The Fabric of Society

“Trusting in a treacherous man in time of trouble is like a bad tooth or a foot that slips” – Proverbs 25:19

I caught a preview just today for a new reality show called The Colony. The show’s premise is post-apocalyptic. A group of “survivors” attempt to reform a cohesive society after some catastrophic event. I don’t know if I’ll have time to watch the show, but it seems like an interesting social experiment and I’m curious to know the results (though, I doubt anything manufactured for television will be all that reliable of a representation of reality).

Of course, we don’t have to go all the way to disaster to consider the fabric of society. In Greece a recent financial crisis has lead to riots and protests and massive shut-downs of government (and private) services. How far does this go before the fabric of society unravels?

For that matter, what is the fabric of society? While I’m not able to frame my thoughts in exact sociological terms (I’m a mathematician by trade), it seems that a great deal of what we count on for the functioning of society is relationships. I know who I can trust with what. I know that this neighbor or that, this church member, this friend will come to my aide if I need them – and I would respond in kind.

To be sure, social relationships are not the sum total of orderly society, and recluses can live a perfectly peaceful life in our country. Governance, and the law, provide the firm ground on which men can stand. They give us an understanding of what we can take as fixed, allowing us to build outward from a foundation of sorts. I suppose we need both of these to make society work (surely there are other facets as well).

I point this out today because there have been a number of instances of late that call in to question the firmness of the government’s foundation. They tear at the confidence we can take in “equal protection under the law.” Now, that clause has certainly suffered in our country in times past – and we’ve never been better for it. The same will certainly be true now. If we cannot take confidence in the government to provide a stable framework of laws and defense of rights, the fabric of society becomes a little more frayed.

Most recently, we saw the Department of Justice drop a case against Samir Shabazz of the New Black Panther Party. Really, we can’t count on the DOJ to defend voter rights; to defend the people from intimidation at the polls? The edges are a bit frayed.

Is this the first time in US history that voter intimidation has gone unpunished? By no means. But none of those instances have made us a better country. To look the other way now is to pull on the bare threads at the edges.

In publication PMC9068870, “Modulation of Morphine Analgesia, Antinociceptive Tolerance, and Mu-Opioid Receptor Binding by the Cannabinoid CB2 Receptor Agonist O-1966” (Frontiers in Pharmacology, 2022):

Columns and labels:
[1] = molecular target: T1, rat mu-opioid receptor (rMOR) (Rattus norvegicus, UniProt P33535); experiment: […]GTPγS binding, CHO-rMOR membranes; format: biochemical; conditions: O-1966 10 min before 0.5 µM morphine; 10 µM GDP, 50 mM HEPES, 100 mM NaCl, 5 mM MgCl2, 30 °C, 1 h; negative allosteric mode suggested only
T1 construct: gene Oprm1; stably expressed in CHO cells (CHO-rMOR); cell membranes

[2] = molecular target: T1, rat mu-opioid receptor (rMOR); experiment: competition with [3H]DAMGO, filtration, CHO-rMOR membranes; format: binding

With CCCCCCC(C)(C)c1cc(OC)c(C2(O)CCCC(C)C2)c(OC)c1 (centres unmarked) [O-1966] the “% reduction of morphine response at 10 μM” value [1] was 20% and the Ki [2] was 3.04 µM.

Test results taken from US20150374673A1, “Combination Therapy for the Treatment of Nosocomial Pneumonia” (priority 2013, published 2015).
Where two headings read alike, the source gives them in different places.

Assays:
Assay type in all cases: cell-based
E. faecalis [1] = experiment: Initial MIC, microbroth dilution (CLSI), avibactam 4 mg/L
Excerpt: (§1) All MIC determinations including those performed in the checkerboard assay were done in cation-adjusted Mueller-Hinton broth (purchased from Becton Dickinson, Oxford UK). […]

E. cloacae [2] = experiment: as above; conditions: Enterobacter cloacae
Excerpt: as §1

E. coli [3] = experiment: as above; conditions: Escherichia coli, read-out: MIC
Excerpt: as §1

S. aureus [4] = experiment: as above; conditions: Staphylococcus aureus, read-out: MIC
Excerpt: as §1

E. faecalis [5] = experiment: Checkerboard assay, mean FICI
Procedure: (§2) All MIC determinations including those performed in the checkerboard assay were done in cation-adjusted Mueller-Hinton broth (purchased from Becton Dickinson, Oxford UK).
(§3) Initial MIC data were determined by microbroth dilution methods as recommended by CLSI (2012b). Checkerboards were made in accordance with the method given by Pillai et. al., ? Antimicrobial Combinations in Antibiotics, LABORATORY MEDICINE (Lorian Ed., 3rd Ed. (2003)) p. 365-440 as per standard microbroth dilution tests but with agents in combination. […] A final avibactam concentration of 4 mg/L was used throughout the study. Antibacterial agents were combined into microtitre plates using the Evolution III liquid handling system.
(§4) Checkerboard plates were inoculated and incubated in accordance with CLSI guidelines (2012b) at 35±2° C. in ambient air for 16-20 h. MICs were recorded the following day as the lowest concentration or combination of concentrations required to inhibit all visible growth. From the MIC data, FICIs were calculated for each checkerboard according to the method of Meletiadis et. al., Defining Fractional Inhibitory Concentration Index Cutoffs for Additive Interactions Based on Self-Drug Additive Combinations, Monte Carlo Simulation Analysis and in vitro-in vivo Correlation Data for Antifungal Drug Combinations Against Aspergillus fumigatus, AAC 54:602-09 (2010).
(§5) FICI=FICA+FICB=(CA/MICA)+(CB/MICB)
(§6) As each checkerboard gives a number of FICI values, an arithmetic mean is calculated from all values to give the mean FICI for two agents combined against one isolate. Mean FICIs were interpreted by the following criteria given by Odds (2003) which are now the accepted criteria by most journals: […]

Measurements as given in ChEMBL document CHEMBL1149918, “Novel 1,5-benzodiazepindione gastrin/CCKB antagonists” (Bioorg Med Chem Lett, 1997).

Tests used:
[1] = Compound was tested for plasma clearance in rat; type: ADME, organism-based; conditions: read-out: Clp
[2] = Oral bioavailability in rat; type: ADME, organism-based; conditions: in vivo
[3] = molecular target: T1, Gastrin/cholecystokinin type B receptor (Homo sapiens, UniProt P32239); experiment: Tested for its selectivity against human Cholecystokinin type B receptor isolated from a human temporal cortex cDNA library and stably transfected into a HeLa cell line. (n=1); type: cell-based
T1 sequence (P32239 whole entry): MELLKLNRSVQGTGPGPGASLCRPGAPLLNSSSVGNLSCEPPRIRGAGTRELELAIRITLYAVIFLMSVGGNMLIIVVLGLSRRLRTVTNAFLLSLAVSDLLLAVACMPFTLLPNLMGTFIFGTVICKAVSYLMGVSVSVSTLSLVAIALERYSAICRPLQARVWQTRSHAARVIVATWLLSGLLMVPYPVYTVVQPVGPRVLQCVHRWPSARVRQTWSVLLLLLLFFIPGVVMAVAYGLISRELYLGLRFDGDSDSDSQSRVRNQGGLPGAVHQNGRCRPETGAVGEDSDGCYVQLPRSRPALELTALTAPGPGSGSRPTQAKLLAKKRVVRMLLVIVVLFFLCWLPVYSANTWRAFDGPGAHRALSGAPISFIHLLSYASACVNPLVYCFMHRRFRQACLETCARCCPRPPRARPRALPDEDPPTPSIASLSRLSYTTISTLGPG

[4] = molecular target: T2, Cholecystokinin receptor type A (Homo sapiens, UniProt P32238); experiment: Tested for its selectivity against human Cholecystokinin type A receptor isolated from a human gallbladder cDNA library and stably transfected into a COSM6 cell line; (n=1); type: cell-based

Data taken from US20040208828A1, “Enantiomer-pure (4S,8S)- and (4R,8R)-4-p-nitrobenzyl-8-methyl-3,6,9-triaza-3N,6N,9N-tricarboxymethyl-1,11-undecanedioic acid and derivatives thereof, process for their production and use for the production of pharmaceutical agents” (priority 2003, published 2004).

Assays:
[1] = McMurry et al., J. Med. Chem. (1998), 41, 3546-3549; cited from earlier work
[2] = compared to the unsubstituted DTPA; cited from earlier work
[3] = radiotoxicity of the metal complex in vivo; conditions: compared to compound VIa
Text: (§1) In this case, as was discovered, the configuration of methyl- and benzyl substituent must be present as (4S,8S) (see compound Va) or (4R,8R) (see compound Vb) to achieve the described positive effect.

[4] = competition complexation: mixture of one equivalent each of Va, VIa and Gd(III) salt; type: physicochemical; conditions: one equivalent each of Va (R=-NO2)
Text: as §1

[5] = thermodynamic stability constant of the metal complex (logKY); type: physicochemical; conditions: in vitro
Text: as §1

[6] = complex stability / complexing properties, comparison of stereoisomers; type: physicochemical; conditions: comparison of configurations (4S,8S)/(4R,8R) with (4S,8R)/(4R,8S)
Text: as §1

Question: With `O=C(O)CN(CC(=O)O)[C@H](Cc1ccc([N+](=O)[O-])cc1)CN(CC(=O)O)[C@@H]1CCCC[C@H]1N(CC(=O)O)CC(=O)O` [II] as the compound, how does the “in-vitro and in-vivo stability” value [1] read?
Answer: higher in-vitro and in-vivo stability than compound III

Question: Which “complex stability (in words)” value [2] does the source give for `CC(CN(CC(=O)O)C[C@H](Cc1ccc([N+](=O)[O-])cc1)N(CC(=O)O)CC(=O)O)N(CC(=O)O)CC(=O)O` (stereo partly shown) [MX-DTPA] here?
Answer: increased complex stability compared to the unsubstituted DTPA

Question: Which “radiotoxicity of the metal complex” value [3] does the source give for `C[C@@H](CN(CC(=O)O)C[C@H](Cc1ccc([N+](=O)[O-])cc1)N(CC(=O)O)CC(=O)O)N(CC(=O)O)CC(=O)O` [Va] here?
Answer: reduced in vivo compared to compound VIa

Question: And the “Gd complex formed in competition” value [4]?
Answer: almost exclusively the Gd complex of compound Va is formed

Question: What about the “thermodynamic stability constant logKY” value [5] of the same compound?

State and local budgetary crises have lead to significant reduction in services – including police services. Heck, Oakland California just issued a list of crimes to which police will no longer respond, including “grand theft, burglary, car wrecks, identity theft and vandalism”. Wonder if that will help or hurt the crime rate. (“And because lawlessness will be increased, the love of many will grow cold” – Matt 24:12.)

For crying out loud, Mel Gibson has apparently lost his mind, and now Larry Hagman is warning of “the collapse of civilization, within 15 to 20 years.” It’s mass hysteria.

All kidding aside, the rhetoric is amping up out there. The Tea Party and other constructionist groups are building steam in hopes of moving toward smaller government, greater individual liberties, and a hope for the future of the next generation. At the same time, liberal groups, such as the NAACP, are pressing hard to save an Obama presidency that appears to be spiraling downward. (He just picked a bad time to be president – this financial crisis is a doozy; and no president looks good with double-digit unemployment numbers … I know, I know, official rate is 9.5% – give it some time.)

Is an angry clash of protesters in the offing? I hope not.

Back to my main point. The fabric that held western civilization together for so long was family, church, and community relationships. These seem to have been worn down by years of progressivism so that we believe the government is what holds society together. Well, the government clearly has a roll (collective, organized defense of individual rights), but holding the whole thing together is too big a job for Uncle Sam. Particularly when representatives are just as willing to take a bribe to look the other way.

So let us strengthen what remains. Let us work to rebuild those old structures in our lives and our societies. The day may well come when we need to trust in our neighbors and friends in a time of trouble. May our feet not slip.

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